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Henry IV, Part Two

March 17, 2017

Thanks to Alissa Simon, HMU Tutor, for today's post.

The second half of Shakespeare's Henry IV is difficult to stage, to say the least. It is an incredibly long play as well as staging scenes in thirteen different locations. It's ambitious goal was to develop characters. Shakespeare is one of the first to take an old style farce and develop these tropes into characters. Therefore, Henry IV, Part Two includes characters such as Silence, Feeble, Shadow, Mouldy and Wart. Interaction with these comedic characters further develops the characters we met in the first half of Henry IV, such as Falstaff, the Lord Chief Justice, and, of course, Henry V (Prince Harry). The names are funny, ironic, and serious, all of which adds to the development of the characters that interact with them. The New Cambridge Edition of Shakespeare's complete plays (1942) gives the following analysis of this play. They write:

“Whatever may be thought of the comparative merit of the historical scenes, there is no decline in the part of the play carried by Falstaff. The conversations between him and the Chief Justice, the Tavern riots in which Mrs. Quickly is developed from the sketch in Part I and Doll Tearsheet and Pistol are added to the group, and the scenes with Shallow and Silence in Gloucestershire are among the greatest triumphs of Shakespearean comedy. The part played by the Prince in these is a diminishing one, the dramatist clearly preparing him and us for his final withdrawal. When this occurs in the great scene following the coronation and the reconciliation with the Lord Chief Justice, the transformation of the wild prince into the hero-king is complete. This had obviously been contemplated by Shakespeare from the first and was, of course, inevitable. Yet few episodes in these plays have been more bitterly resented than the rejection of Falstaff. Much argument has been waged in attack and defense, all of which goes to show how completely and perhaps uniquely Shakespeare has succeeded in producing in his greatest comic creation the absolute illusion of reality.”

Add to that, the fact that this play relies upon slang language much more heavily than previous plays. This localized language is one more tool in the effective development of characters. For example, much of the play takes place away from royalty, in taverns, on the streets or even one poor residential home. Difficult language adds to the difficulty of reading the play and requires the curious reader to look up many terms. For example, the banter between Mistress Quickly and Falstaff is sarcastic, biting and witty. The tone is clear, regardless of whether one understands the actual terms, yet it is difficult to ascertain exactly what their insults mean without notes. Below, I have listed a few examples of curses common to the day, and no longer in use.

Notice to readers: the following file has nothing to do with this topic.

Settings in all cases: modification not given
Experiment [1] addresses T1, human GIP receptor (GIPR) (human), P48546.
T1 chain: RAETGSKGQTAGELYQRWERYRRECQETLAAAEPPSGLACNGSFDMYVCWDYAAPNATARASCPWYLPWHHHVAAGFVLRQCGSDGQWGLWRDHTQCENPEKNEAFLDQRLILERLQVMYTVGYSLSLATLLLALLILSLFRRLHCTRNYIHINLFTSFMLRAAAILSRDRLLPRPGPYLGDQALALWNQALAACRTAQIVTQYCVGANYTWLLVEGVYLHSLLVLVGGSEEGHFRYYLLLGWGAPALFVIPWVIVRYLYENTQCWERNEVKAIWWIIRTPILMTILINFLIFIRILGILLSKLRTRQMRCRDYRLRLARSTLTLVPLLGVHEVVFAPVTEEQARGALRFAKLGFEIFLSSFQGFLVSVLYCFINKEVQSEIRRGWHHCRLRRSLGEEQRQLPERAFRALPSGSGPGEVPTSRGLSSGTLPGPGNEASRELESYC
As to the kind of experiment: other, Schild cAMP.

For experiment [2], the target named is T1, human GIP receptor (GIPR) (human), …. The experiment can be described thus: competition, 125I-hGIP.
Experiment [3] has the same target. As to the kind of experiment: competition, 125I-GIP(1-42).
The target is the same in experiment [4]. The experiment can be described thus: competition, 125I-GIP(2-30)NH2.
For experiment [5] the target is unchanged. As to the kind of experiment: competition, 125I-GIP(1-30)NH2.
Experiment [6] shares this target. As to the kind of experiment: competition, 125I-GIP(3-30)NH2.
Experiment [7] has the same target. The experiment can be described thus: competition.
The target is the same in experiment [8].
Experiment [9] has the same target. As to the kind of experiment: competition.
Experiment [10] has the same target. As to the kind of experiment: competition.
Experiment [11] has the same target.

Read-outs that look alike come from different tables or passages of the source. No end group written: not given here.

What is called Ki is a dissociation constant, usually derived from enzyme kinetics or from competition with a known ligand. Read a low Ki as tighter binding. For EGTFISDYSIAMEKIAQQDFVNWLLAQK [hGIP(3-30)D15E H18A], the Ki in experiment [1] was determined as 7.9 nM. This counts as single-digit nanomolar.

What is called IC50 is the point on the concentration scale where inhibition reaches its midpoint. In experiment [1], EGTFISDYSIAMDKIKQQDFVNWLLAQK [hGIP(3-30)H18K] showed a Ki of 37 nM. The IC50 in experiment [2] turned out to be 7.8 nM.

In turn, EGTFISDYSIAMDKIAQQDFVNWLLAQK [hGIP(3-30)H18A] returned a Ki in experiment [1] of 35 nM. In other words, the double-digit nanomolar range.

"Hostess [Quickly]: By my troth, this is the old fashion; you two never meet but you fall into some discord. You art both, I' good truth, as rheumatic as two dry toasts; you cannot one bear with another's confirmities. What the good-year! One must bear, and that must be you; you are the weaker vessel, as they say, the emptier vessel." (Act II, Scene iv, 60-66)   What the good year! = a common expletive

“Prince: This Doll Tearsheet should be some road.” (Act II, Scene iii, 183)  road = harlot

“Falstaff: Away, varlets! Draw, Bardolph; cut me off the villain's head. Throw the quean in the channel.” (Act II, scene i, 50-52)  varlet = dishonest or unprincipled man or someone acting as if a servant, false servant; quean = hussy; channel = gutter

“Page: Away, you scullion! You rampallian! You fustilarian! I'll tickle your catastrophe.” (Act II, scene i, 65-66)  scullion = servant assigned the most menial tasks in the kitchen; rampallian = villain, rascal; catastrophe = end, backside

Why did Shakespeare choose such language for the second half of Henry IV? Hal increasingly becomes kingly, and the reader sees this transformation in his language, style, education and affiliations. He no longer pals around with Falstaff. On the other hand, Falstaff continues to swagger, to boast, to command a handful of poor beggars, and to drink. This continuance of character is expected, which perhaps makes Henry V's condemnation of Falstaff all the more striking and painful. When the King banishes Falstaff, the reader hopes that Falstaff will eventually gain esteem again.

The 2013 BBC film version offered incredible cuts to make the film possible, believable and narratively tight. The writers melded scenes together in a way that made a lot of sense. Difficult language does not intrude on the film version because the actors enhanced body language and facial expressions. In addition, the movie successfully employed usual tactics such as sound, colors and set design. This play lacks the action of the other three in the series, but it was never intended to have battles and Hotspurs. Rather, this play focuses on the internal political battles between Prince Harry and Henry IV, and Henry V and Falstaff.

Thanks to all of those who discussed it in our ongoing Harrison Middleton University Film Series. I look forward to Henry V in April. For more information, email rfisher@hmu.edu.

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